Spring 2015

Posted: April 18, 2015 by tchannon in weather

A gentle chat about the ordinary.

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May blossom, 18th April 2015, hedgerow central southern England, abt 5x life size. Click for larger. Various common names.

My impression is of a late spring for trees, landscape is still bare some places, just the start of greening but normal of low growing plants. Cherry here has been in blossom for a week.

Photographed a little further north Wikipedia has a dated image of May Blossom,

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Image (c)2006 Roger Gilbertson

2nd June 2006 “The May Blossom, or Hawthorn, has been particularly striking and long lasting in 2006. No doubt there is a folklore interpretation of what this portends.”

As we know 2006 was the warmest year in the UK and England since phonographs began, some kind of record. This is however misleading, the period from middle 2006 to middle of 2007 was exceptional but only apparent with data analysis which takes time properly into account. Spring 2006 was normal, not exceptional.

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From 2005 variability has increased. Year or so 2012 into 2013 of slightly cooler, then elevated 2013 through late 2014, two long diversions. Past few months are back to mean, with no cold snap the past winter even though for some it seemed otherwise. This is for all of England. Data under OGL.

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Turned around, on the opposite verge of the country lane, close hugging the ground in brilliant sunshine approaching noon are first Dandelion flowers.

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White Deadnettle trying to avoid being smothered. Close by are Stinging Nettles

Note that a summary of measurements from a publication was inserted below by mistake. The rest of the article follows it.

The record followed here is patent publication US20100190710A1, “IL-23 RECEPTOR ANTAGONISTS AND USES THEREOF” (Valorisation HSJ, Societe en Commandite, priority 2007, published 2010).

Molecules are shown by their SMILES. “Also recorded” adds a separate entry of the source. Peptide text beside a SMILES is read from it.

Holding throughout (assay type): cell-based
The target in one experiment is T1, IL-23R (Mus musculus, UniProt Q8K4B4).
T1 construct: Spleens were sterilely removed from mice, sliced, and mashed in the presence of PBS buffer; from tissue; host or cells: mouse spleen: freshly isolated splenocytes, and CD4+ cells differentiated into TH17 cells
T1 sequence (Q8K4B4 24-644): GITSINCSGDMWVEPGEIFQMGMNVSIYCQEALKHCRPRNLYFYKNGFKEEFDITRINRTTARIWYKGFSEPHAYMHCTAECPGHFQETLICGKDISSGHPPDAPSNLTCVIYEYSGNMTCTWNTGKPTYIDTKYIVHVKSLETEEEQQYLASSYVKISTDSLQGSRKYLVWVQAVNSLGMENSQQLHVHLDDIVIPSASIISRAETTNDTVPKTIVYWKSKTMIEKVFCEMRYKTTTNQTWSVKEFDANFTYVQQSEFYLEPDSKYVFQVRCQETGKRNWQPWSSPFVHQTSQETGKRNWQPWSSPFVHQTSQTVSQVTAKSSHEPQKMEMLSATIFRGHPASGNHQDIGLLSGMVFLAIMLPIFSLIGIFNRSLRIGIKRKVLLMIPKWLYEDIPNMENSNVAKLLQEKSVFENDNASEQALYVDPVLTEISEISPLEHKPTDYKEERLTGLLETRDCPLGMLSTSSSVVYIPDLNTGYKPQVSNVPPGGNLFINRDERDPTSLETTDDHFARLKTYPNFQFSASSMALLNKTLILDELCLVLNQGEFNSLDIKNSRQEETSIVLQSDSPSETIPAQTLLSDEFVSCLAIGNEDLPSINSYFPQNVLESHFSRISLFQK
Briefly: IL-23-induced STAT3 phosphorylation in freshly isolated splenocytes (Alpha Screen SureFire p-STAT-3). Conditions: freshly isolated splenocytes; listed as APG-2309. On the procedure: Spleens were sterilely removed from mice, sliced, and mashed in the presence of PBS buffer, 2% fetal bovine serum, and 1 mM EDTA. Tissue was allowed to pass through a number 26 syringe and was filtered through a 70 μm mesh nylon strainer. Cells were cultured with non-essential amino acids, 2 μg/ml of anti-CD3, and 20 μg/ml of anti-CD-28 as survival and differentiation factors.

Dandelion, stinging nettles and dead nettle are edible, used herbally, all common.

Look up and this is the view

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No cattle fence, think the field is used for hay.  I expect a prime spot for housebuilding unless someone owns the land specifically to keep an open view. Been a view here 50 years and more, precious.

Cherry blossom? Taken a few days ago as the first blooms opened

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Enjoy.

Post by Tim

Comments
  1. tchannon says:

    I mentioned greater variability since 2005 but forgot to add the rest. About then is when polar sea ice changed to greater annual variability. This suggests a weather regime change.

  2. tom0mason says:

    Very nice pictures of spring’s slow arrival.
    ¯¯¯
    Just one thing though, in the landscape view have you photo-shopped the windmills from the photo?

    ,
    Sorry. My error you’ve explained all in the text
    “No cattle fence, think the field is used for hay. I expect a prime spot for housebuilding…” or a large expensive windfarm.

  3. tchannon says:

    No windmills hereabouts *but* we are part of a new energy storage system.